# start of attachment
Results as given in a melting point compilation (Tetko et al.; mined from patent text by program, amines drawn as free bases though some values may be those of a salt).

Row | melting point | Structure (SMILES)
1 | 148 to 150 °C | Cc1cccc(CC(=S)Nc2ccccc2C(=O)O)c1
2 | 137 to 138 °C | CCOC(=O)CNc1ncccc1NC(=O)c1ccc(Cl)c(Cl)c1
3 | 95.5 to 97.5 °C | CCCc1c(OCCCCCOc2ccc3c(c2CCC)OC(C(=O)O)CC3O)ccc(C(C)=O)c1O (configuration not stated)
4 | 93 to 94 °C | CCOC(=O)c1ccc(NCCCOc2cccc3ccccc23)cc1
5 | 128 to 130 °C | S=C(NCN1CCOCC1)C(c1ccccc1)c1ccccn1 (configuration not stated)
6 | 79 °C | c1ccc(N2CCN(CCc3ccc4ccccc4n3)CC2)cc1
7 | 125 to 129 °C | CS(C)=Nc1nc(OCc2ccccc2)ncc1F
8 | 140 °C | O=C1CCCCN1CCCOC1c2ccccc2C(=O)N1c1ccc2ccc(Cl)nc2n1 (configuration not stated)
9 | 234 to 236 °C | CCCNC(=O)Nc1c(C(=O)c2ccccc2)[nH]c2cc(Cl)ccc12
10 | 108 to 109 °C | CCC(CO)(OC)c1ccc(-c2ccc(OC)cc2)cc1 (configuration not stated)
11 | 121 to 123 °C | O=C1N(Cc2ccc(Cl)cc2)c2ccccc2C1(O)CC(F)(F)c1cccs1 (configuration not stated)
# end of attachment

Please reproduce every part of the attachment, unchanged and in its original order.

Results as given in a melting point compilation (Tetko et al.; mined from patent text by program, amines drawn as free bases though some values may be those of a salt).

Row | melting point | Structure (SMILES)
1 | 148 to 150 °C | Cc1cccc(CC(=S)Nc2ccccc2C(=O)O)c1
2 | 137 to 138 °C | CCOC(=O)CNc1ncccc1NC(=O)c1ccc(Cl)c(Cl)c1
3 | 95.5 to 97.5 °C | CCCc1c(OCCCCCOc2ccc3c(c2CCC)OC(C(=O)O)CC3O)ccc(C(C)=O)c1O (configuration not stated)
4 | 93 to 94 °C | CCOC(=O)c1ccc(NCCCOc2cccc3ccccc23)cc1
5 | 128 to 130 °C | S=C(NCN1CCOCC1)C(c1ccccc1)c1ccccn1 (configuration not stated)
6 | 79 °C | c1ccc(N2CCN(CCc3ccc4ccccc4n3)CC2)cc1
7 | 125 to 129 °C | CS(C)=Nc1nc(OCc2ccccc2)ncc1F
8 | 140 °C | O=C1CCCCN1CCCOC1c2ccccc2C(=O)N1c1ccc2ccc(Cl)nc2n1 (configuration not stated)
9 | 234 to 236 °C | CCCNC(=O)Nc1c(C(=O)c2ccccc2)[nH]c2cc(Cl)ccc12
10 | 108 to 109 °C | CCC(CO)(OC)c1ccc(-c2ccc(OC)cc2)cc1 (configuration not stated)
11 | 121 to 123 °C | O=C1N(Cc2ccc(Cl)cc2)c2ccccc2C1(O)CC(F)(F)c1cccs1 (configuration not stated)